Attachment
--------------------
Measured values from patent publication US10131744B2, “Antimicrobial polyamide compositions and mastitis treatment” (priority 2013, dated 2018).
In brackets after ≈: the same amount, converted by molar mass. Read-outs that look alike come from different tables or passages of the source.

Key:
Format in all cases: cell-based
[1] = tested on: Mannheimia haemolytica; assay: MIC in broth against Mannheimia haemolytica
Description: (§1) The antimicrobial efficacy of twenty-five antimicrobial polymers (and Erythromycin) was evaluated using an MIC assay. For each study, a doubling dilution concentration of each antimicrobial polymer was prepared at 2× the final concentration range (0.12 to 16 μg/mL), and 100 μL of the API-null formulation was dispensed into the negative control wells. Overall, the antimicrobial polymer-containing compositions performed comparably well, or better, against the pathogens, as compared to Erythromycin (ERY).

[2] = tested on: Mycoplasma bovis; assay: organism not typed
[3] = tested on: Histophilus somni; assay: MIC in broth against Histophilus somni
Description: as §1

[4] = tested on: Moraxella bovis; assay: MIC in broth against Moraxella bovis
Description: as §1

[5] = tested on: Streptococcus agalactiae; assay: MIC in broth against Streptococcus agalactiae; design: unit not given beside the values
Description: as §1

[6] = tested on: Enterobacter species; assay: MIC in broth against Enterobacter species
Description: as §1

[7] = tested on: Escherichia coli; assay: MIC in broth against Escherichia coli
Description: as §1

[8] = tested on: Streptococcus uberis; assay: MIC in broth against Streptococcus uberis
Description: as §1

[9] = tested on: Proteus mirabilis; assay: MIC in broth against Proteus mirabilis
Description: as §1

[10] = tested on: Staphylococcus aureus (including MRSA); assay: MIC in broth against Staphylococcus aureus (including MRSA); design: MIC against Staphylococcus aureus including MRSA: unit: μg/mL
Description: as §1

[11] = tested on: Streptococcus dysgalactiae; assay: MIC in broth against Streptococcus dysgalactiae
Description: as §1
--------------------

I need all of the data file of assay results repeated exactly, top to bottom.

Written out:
Measured values from patent publication US10131744B2, “Antimicrobial polyamide compositions and mastitis treatment” (priority 2013, dated 2018).
In brackets after ≈: the same amount, converted by molar mass. Read-outs that look alike come from different tables or passages of the source.

Key:
Format in all cases: cell-based
[1] = tested on: Mannheimia haemolytica; assay: MIC in broth against Mannheimia haemolytica
Description: (§1) The antimicrobial efficacy of twenty-five antimicrobial polymers (and Erythromycin) was evaluated using an MIC assay. For each study, a doubling dilution concentration of each antimicrobial polymer was prepared at 2× the final concentration range (0.12 to 16 μg/mL), and 100 μL of the API-null formulation was dispensed into the negative control wells. Overall, the antimicrobial polymer-containing compositions performed comparably well, or better, against the pathogens, as compared to Erythromycin (ERY).

[2] = tested on: Mycoplasma bovis; assay: organism not typed
[3] = tested on: Histophilus somni; assay: MIC in broth against Histophilus somni
Description: as §1

[4] = tested on: Moraxella bovis; assay: MIC in broth against Moraxella bovis
Description: as §1

[5] = tested on: Streptococcus agalactiae; assay: MIC in broth against Streptococcus agalactiae; design: unit not given beside the values
Description: as §1

[6] = tested on: Enterobacter species; assay: MIC in broth against Enterobacter species
Description: as §1

[7] = tested on: Escherichia coli; assay: MIC in broth against Escherichia coli
Description: as §1

[8] = tested on: Streptococcus uberis; assay: MIC in broth against Streptococcus uberis
Description: as §1

[9] = tested on: Proteus mirabilis; assay: MIC in broth against Proteus mirabilis
Description: as §1

[10] = tested on: Staphylococcus aureus (including MRSA); assay: MIC in broth against Staphylococcus aureus (including MRSA); design: MIC against Staphylococcus aureus including MRSA: unit: μg/mL
Description: as §1

[11] = tested on: Streptococcus dysgalactiae; assay: MIC in broth against Streptococcus dysgalactiae
Description: as §1